“No,” I answered, inspecting the tiny red scratches, “just been berry-picking.”
The blackberries were beautiful this summer. They started to ripen during a long heat wave while I was away at some shin-dig late June in Toronto, a hot, sticky blanket that lingered over the north of Germany for another couple of weeks after I got back until the third week of July. Riding by my usual patches I’d always stop to inspect the crop, checking to make sure the bright green buds were on their way to red. Then, as the red ones at the apex of each bunch started to blacken, I knew my free time for the next couple of weeks would be filled with picking, baking pies and making jam.
I have three main patches to pick in rotation. One is a five-minute bike ride from the office, so after work I’d ride my bike into the thickest part, change into my old clothes and start filling the empty containers.
My main patch is a five-minute walk from home on a huge empty lot near the commuter rail line. A third is a little further out of the way and much smaller, but worth it because the bushes are up against a building that catches and intensifies the heat of the sun, making the berries especially sweet if you wait long enough before picking them. For the main patch near our place I’d carry a stepladder to throw over the bushes and gain access to the juiciest ones at the top that, without aid, always remain just too far out of reach.
Since I’ve been old enough to pick up a pail I’ve been heading off to pick blackberries, bringing them home so my mother could cook them up. To be able to carry on so many years later something that started behind our house in a little mountainside Pacific coast village in Canada gives me a connection not only to my earliest past, but with the place it all started.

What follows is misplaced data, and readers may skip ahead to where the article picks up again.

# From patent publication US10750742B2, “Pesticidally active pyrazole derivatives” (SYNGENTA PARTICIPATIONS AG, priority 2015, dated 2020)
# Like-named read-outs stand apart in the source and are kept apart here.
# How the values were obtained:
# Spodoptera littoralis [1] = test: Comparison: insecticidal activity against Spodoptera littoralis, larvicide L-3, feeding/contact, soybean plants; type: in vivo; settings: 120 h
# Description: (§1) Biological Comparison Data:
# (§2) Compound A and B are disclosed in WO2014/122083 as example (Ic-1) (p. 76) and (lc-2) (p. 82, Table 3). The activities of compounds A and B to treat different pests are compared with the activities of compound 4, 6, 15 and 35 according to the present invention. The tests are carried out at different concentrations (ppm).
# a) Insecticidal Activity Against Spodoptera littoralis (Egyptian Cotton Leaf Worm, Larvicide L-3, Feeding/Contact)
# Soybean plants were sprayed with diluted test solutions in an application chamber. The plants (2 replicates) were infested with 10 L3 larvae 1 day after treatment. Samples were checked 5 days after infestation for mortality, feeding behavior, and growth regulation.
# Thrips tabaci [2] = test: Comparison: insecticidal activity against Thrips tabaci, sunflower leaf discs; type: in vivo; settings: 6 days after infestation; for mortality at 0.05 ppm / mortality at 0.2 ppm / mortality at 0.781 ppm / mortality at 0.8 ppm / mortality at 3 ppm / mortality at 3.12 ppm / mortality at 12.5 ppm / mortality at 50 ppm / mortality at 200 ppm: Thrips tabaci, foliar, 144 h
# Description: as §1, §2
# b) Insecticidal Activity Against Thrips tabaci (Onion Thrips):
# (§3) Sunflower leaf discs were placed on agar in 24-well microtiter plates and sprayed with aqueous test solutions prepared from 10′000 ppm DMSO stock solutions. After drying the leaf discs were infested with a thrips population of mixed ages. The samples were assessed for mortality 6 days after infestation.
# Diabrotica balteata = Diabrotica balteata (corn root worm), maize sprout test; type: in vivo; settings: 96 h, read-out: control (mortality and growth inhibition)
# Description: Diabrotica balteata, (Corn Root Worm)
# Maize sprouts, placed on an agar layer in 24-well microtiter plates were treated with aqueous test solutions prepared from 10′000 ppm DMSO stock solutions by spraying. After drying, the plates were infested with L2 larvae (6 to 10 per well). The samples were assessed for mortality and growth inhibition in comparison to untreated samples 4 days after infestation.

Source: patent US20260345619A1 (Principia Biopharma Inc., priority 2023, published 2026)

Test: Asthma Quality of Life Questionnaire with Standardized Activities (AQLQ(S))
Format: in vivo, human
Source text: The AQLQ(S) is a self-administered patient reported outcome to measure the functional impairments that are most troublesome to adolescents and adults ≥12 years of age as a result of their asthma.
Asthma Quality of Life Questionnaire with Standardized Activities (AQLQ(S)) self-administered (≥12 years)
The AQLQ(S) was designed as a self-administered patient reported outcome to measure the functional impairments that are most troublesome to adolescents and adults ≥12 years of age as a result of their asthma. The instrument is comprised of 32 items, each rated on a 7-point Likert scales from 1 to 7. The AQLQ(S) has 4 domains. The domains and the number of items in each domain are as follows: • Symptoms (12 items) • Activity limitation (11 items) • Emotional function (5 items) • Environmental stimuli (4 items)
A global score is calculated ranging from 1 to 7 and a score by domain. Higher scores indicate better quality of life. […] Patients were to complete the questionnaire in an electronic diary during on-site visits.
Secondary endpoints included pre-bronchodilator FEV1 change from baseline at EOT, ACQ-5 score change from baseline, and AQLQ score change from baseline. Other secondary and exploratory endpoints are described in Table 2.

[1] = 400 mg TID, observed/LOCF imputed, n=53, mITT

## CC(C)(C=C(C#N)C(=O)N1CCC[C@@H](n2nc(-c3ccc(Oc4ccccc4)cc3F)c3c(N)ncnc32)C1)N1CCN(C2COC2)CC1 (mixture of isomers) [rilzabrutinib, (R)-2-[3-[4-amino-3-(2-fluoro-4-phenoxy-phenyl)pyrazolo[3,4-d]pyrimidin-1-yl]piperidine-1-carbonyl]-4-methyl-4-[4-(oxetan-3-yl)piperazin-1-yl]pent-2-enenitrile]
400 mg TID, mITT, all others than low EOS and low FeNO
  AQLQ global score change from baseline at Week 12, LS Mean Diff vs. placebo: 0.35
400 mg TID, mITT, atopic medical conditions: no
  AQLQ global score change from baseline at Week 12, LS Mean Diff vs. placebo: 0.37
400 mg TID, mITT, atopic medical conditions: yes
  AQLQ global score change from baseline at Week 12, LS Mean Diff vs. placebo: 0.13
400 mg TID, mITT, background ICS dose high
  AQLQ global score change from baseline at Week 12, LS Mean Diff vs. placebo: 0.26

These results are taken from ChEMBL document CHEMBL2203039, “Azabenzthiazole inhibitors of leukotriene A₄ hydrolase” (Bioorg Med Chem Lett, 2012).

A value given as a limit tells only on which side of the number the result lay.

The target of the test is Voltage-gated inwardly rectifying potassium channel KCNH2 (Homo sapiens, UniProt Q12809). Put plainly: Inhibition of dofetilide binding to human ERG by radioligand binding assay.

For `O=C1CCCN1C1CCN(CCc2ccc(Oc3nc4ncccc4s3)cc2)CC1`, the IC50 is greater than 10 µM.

I also like the calming, meditative effect of being focused on one task. In this age of continuous partial attention and constant interruption, having a couple of hours to concentrate on something as simple and timeless as gathering food for your family is quite rare. I took the little red-haired girl along one morning and noticed that after the first few minutes of chatting and joking about little things, she too became relaxed and quiet as we worked our way along.
In bringing her along I also think I’m showing her how important it is to seize the day, to do things when it’s time to do them, because if there’s one thing that won’t wait for the next day, it’s berries.
There is also a great satisfaction in serving up a warm blackberry pie for dessert while a stack of jam jars cools on the counter, knowing that when you go to open one the following January you’ll be able to enjoy something that truly is the fruit of your own labours, and which costs nothing but the time you spend on it. I go to markets and see trays of perfect berries selling for €8 a half-kilo and give a little inward smile. Of course it’s easier to just buy them, but the pain of a few thorns and scratches that go away in a few days are worth it to get a lot more than just the berries.